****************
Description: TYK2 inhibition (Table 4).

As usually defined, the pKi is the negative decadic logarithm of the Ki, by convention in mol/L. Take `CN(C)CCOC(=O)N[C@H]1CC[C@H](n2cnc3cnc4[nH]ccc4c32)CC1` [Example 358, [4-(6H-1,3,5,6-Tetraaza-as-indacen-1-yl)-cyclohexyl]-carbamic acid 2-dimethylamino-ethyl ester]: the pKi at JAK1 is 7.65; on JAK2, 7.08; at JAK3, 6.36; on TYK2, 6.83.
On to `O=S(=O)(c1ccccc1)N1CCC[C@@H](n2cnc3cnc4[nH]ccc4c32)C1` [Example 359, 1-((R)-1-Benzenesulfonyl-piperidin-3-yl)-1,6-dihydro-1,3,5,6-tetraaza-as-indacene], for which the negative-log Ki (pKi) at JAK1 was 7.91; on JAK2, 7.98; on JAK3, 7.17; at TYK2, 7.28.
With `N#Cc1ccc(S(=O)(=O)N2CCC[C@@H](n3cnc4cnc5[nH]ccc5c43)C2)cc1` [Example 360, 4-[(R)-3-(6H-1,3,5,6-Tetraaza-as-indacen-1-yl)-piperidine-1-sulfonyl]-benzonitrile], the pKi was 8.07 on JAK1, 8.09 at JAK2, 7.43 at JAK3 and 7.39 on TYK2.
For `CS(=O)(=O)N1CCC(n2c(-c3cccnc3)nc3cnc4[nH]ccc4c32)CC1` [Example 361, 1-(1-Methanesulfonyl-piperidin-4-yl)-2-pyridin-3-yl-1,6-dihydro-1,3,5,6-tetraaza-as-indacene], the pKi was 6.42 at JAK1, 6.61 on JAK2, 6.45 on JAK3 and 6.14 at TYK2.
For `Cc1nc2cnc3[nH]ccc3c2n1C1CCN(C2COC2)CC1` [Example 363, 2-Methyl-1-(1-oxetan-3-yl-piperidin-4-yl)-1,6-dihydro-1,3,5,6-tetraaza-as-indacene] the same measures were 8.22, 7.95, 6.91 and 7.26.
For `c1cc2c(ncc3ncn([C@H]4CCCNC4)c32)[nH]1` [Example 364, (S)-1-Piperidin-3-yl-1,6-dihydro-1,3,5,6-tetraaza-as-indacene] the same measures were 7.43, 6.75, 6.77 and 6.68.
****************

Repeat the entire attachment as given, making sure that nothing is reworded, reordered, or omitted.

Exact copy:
Description: TYK2 inhibition (Table 4).

As usually defined, the pKi is the negative decadic logarithm of the Ki, by convention in mol/L. Take `CN(C)CCOC(=O)N[C@H]1CC[C@H](n2cnc3cnc4[nH]ccc4c32)CC1` [Example 358, [4-(6H-1,3,5,6-Tetraaza-as-indacen-1-yl)-cyclohexyl]-carbamic acid 2-dimethylamino-ethyl ester]: the pKi at JAK1 is 7.65; on JAK2, 7.08; at JAK3, 6.36; on TYK2, 6.83.
On to `O=S(=O)(c1ccccc1)N1CCC[C@@H](n2cnc3cnc4[nH]ccc4c32)C1` [Example 359, 1-((R)-1-Benzenesulfonyl-piperidin-3-yl)-1,6-dihydro-1,3,5,6-tetraaza-as-indacene], for which the negative-log Ki (pKi) at JAK1 was 7.91; on JAK2, 7.98; on JAK3, 7.17; at TYK2, 7.28.
With `N#Cc1ccc(S(=O)(=O)N2CCC[C@@H](n3cnc4cnc5[nH]ccc5c43)C2)cc1` [Example 360, 4-[(R)-3-(6H-1,3,5,6-Tetraaza-as-indacen-1-yl)-piperidine-1-sulfonyl]-benzonitrile], the pKi was 8.07 on JAK1, 8.09 at JAK2, 7.43 at JAK3 and 7.39 on TYK2.
For `CS(=O)(=O)N1CCC(n2c(-c3cccnc3)nc3cnc4[nH]ccc4c32)CC1` [Example 361, 1-(1-Methanesulfonyl-piperidin-4-yl)-2-pyridin-3-yl-1,6-dihydro-1,3,5,6-tetraaza-as-indacene], the pKi was 6.42 at JAK1, 6.61 on JAK2, 6.45 on JAK3 and 6.14 at TYK2.
For `Cc1nc2cnc3[nH]ccc3c2n1C1CCN(C2COC2)CC1` [Example 363, 2-Methyl-1-(1-oxetan-3-yl-piperidin-4-yl)-1,6-dihydro-1,3,5,6-tetraaza-as-indacene] the same measures were 8.22, 7.95, 6.91 and 7.26.
For `c1cc2c(ncc3ncn([C@H]4CCCNC4)c32)[nH]1` [Example 364, (S)-1-Piperidin-3-yl-1,6-dihydro-1,3,5,6-tetraaza-as-indacene] the same measures were 7.43, 6.75, 6.77 and 6.68.